Student self motivation – needs time to awaken

Our place of learning is a bus

I arrived at class the other day and I had four students waiting for me. The other 4 students (there are only 8 in the class) were out in the community doing their thing – paid work, pre-apprenticeship course, shifting house and an internship.

One of the students piped up and said, “So, what are we doing today?”

I was disappointed. The students are being encouraged and taught to take ownership of their own learning and to show initiative.

I read in a blog post today: “It’s so sad that so many students sit and wait to be taught.”

It’s no wonder then that my students have not ‘fully’ unlearnt the attitude instilled in them for around 10 years…wait until you are told what to do!!

But there is hope as all it took for me to say was…”What do you want to do?” And they all had something to DO.

Brad: I want to go and buy a book to list all the jobs I am doing for the ICT work at Cutting Edge (his LTI – Learning Through Internship).
Ben: We need to visit Computer Tech Support and see if they will have me for an Internship).
Haydn: I need to do the paperwork required to set up my internship doing concreting.
Sean: I want to explore the possibilities of setting up a student exchange so Big Picture students can come and spend a week with us so we can learn from them.

I was pleased that this attitude to learning is being developed and just under the surface, waiting for a crack to let the light in.

My students are thinking about things to do and starting to take ownership and show initiative.

The Big Picture approach of students following their interests, working in the community and a teacher/advisor to guide them in their learning does work: It is one student at a time in a community of learners.


The Building Revolution – merely a facade

In Australia, the Federal Government has undertaken a major building program that has involved large numbers of schools getting new classrooms, learning centres and sports stadiums etc. It was introduced as an economic stimulus plan for the nation.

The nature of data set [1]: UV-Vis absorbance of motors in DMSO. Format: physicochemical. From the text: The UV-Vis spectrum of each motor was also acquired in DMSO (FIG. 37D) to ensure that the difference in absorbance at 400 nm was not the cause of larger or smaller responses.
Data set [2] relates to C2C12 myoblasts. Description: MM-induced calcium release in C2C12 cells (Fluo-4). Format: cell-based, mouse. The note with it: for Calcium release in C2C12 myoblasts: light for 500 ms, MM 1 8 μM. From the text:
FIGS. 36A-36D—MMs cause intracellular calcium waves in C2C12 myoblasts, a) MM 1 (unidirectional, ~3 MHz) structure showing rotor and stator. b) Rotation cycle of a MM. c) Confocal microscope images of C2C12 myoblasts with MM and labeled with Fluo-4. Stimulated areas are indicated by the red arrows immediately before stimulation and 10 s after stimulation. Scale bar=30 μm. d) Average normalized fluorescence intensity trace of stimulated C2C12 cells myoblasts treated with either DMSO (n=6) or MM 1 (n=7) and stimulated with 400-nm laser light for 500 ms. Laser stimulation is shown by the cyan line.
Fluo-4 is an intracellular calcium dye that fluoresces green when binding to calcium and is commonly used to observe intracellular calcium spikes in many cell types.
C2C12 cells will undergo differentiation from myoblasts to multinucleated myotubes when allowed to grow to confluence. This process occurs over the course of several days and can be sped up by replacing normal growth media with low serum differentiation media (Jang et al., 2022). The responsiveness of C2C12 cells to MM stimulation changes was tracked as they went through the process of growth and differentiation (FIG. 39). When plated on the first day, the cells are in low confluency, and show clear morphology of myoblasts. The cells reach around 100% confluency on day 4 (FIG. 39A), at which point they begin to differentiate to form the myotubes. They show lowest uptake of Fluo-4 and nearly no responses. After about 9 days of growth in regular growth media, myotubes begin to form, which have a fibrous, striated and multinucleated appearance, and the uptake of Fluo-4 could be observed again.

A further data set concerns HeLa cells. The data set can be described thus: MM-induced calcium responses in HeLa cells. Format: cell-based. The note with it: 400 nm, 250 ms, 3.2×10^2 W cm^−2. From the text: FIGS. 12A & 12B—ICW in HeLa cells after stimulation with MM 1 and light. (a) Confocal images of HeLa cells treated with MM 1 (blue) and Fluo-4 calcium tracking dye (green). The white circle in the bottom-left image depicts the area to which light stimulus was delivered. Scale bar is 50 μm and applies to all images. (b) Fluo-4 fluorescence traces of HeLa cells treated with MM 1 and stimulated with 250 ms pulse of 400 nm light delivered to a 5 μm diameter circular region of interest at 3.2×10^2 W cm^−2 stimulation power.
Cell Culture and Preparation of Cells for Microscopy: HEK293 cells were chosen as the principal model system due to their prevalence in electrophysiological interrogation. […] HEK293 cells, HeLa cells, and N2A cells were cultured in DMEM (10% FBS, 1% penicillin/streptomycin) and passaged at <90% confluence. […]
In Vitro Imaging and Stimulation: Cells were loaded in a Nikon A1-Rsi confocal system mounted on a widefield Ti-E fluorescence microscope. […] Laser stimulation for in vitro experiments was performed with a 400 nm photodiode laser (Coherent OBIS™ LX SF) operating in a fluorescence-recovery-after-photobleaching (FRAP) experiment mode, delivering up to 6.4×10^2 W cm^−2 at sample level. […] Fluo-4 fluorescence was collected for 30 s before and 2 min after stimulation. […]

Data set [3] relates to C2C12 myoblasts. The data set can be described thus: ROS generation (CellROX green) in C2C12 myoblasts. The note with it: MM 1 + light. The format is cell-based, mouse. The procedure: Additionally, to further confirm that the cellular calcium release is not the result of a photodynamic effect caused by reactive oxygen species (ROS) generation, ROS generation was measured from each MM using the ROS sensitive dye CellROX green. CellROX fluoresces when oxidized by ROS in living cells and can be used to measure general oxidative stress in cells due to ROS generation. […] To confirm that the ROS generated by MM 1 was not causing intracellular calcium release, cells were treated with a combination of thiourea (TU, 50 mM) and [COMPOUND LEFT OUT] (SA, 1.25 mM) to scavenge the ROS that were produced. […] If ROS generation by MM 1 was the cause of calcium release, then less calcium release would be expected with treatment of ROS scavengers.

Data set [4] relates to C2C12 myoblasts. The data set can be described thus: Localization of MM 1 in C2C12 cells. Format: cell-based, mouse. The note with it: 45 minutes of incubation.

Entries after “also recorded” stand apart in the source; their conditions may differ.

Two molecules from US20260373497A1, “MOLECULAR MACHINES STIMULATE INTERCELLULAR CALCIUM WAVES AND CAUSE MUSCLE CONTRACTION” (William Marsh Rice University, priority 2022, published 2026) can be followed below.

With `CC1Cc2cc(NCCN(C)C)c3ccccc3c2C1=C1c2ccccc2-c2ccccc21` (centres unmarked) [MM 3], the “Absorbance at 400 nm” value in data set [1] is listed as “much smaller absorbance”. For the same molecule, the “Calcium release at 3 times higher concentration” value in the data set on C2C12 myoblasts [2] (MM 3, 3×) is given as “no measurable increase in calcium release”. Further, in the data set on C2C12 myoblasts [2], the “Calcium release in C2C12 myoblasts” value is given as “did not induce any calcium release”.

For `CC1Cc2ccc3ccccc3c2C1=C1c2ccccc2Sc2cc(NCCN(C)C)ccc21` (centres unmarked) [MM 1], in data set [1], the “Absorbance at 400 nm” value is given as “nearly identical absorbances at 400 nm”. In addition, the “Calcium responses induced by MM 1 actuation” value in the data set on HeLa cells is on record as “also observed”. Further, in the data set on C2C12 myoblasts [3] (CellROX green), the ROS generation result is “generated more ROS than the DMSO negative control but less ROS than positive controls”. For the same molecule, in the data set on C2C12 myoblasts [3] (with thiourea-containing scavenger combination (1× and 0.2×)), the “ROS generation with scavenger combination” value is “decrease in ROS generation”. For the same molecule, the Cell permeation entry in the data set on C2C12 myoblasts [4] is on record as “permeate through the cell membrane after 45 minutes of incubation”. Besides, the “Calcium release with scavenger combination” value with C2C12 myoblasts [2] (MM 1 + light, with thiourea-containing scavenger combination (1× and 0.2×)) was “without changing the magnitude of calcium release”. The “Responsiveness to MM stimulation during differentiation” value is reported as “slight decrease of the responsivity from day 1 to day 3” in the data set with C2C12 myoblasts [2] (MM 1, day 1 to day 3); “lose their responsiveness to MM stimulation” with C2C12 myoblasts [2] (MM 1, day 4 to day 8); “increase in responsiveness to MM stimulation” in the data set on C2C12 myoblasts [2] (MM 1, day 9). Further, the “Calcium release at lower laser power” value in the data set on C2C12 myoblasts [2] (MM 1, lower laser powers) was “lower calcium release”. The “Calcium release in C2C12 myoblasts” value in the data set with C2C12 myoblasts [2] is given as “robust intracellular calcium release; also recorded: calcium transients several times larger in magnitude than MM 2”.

At a quick glance it looks as though it would revolutionise education.

I don’t know about whether it is a revolution of education perhaps more of a “renovation of schools”. And new and shiny is always good…isn’t it?

This is what the government says on their website:

The Building the Education Revolution (BER) program is the single largest element of the Australian Government’s $42 billion Nation Building – Economic Stimulus Plan, with around 24 000 projects to be delivered in every community across Australia.

The $16.2 billion BER program aims to modernise schools through the delivery of necessary infrastructure, and by doing so, support local jobs and stimulate investment.

The BER is now in its most dynamic phase with construction underway in thousands of schools across the country. In many locations, students, teachers and their communities are already enjoying the benefits of recently completed projects delivering world-class, 21st century facilities.

A primary school near my home

As I travel around my city I see many brand spanking new buildings that are modern and inviting. This is a good thing, don’t get me wrong. It is only a start.
What I also notice is that these buildings have been built on open spaces in the schools at the expense of outdoor leisure space. Less outdoor space to run and play. It gives the impression that what happens inside the buildings/classrooms is sooo much more important. That “inside” is more important than outside. That true learning occurs inside 4 walls.

It appears that the doing outside is not as valued as the doing inside.